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I am delighted to announce the winners of the competitions held during the last fortnight. I just want to say thank you to everyone who entered the competitions and also to everyone who joined in the fun and left their comments. I’ve been very touched by your comments and personal e-mails; it’s so lovely to hear from you all.

Names were drawn from the hat for each competition – here are the winners!

Painting of Marianne and Elinor – Milka

Greetings cards – Sylvia Chan and Etirv

Sense and Sensibility CD – Mer

Willoughby’s Return Books – Michelle W and Laura Gerold

Jane and Cassandra painting – Alexa Adams

Here’s a review from Jane Austen Today

Humans are complex creatures. We are all multidimensional, like the characters that Jane Austen created in her delightful novels. Take Willoughby, the handsome cad from Sense and Sensibility. At the end of Jane Austen’s tale, he expressed his love for Marianne to Elinor, even though he had become engaged to another woman . The reader, sensing his regret, almost feels sorry for him, for he had exchanged his dearest possession for empty coin.

Jane Odiwe’s novel, Willoughby’s Return, centers around Willoughby’s reappearance in Marianne life. But which man does she write about? The scoundrel or the romantic hero with the complicated emotions? Jane O. does not reveal this important bit of information until the very end of her tale. Marianne, although three years older, married, and the mother of a small son, is still as volatile as ever – sensitive, romantic, and impressionable. She has fallen deeply in love with her husband. Although their marriage is sensual and the Colonel spoils her, Marianne has become suspicious of her William. His obligations to his ward, Eliza and her daughter, call him away frequently. When Willoughby reenters her life, as handsome and attractive as ever, Marianne has become unsure of her husband’s affections and is feeling vulnerable.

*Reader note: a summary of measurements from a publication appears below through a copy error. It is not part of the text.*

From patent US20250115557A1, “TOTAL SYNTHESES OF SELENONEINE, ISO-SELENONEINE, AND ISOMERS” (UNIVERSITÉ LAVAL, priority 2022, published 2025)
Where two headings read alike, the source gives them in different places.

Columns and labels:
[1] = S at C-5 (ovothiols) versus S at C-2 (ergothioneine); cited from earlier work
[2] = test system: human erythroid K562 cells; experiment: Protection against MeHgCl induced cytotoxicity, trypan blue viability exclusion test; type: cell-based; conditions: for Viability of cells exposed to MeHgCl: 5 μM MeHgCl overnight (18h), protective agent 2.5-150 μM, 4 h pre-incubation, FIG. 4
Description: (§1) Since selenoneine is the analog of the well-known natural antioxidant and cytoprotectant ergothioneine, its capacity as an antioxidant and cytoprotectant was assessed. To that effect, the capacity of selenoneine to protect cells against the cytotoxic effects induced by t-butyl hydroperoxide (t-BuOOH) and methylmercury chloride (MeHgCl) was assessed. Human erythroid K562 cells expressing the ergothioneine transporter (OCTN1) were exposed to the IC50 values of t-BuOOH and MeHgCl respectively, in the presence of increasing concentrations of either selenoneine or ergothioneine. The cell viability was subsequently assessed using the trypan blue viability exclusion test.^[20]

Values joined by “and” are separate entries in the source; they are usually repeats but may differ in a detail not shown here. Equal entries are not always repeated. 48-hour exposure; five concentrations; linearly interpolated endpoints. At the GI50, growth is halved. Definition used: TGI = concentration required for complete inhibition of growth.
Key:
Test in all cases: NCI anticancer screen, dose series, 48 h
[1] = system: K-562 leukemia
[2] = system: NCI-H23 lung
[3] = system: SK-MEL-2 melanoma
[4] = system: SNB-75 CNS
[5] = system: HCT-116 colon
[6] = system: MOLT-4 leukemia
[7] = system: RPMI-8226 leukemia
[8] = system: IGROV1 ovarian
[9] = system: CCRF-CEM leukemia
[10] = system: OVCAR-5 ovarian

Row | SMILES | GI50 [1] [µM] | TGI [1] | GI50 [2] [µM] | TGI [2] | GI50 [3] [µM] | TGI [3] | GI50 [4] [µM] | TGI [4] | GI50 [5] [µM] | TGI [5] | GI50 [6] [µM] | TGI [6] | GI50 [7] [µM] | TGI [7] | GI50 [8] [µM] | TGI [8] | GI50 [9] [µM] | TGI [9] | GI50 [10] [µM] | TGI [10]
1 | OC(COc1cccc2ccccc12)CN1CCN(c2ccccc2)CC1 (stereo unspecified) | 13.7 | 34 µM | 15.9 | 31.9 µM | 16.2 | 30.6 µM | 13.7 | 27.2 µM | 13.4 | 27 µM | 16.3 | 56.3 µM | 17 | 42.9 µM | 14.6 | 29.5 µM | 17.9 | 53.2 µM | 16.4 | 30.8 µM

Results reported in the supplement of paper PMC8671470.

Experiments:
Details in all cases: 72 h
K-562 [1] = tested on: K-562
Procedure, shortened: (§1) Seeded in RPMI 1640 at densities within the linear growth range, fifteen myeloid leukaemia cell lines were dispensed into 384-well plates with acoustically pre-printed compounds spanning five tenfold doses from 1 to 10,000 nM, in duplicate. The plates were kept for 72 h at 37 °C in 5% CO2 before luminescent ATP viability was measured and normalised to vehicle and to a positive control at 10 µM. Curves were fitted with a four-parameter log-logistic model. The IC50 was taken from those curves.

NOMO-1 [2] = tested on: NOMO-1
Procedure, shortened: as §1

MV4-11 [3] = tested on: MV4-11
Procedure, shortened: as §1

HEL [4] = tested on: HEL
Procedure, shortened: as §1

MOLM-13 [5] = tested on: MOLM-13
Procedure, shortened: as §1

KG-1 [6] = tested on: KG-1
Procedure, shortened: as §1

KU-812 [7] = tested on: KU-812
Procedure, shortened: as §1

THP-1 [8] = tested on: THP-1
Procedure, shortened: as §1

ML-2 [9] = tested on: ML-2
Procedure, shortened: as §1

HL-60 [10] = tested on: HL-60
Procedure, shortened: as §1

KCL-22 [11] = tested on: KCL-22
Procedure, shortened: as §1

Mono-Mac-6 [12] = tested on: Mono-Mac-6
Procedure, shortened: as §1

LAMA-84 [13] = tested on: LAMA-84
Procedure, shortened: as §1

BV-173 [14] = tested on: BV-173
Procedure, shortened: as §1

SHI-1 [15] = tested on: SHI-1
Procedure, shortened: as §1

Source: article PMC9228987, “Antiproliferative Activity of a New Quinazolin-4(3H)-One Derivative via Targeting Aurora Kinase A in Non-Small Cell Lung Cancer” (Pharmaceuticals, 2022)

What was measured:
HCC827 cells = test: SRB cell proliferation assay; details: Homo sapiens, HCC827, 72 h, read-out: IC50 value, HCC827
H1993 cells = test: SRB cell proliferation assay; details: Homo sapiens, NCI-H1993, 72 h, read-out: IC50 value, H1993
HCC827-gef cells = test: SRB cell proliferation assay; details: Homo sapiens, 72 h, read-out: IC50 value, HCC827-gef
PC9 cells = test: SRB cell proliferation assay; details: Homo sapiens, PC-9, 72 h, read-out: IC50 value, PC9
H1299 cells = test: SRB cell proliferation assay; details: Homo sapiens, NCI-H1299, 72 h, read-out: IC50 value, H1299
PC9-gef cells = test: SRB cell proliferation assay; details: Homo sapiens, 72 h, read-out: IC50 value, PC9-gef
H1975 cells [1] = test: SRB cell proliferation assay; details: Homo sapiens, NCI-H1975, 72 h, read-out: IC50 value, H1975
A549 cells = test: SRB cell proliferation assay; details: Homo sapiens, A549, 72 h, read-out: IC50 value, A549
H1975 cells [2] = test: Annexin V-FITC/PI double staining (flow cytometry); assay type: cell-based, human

Adding richness to the plot of Willoughby Returns is the tale of Margaret, Marianne’s and Elinor’s youn sister. Now seventeen years old, she plays the other central role in this novel, in which the happily married Elinor takes a back seat and is barely glimpsed. Margaret experiences her own romance with dashing Henry Lawrence, William Brandon’s nephew.

Like Jane Austen, Jane Odiwe is spare in her descriptions of the characters, but unlike Jane A., she is free with her depiction of an age long gone, of market days and vegetable stalls and flowers in a meadow. An artist as well as a writer, Jane O.’s details of scenery and village life are vivid. She has no need to imitate Jane A.’s writing style and in this, her second novel, is developing a keen style of her own. Favorite characters like Mrs. Jennings are revisited, and Lucy Steele (now Ferrars) and her sister Anne also make a reappearance. Jane O’s plot has its twists and turns, the suspense coming from the characters’ actions, which comes to a satisfying conclusion only after several misunderstandings are cleared up.

Readers who love Jane Austen sequels will find this charming book a more than satisfying read. I give it three out of three Regency fans.

I was a guest on Jane Austen’s World – here’s the interview

Jane, I have thoroughly enjoyed ‘Willoughby’s Return’. Your writing style is lovely and has matured since your first book. Was it easier to write a second novel?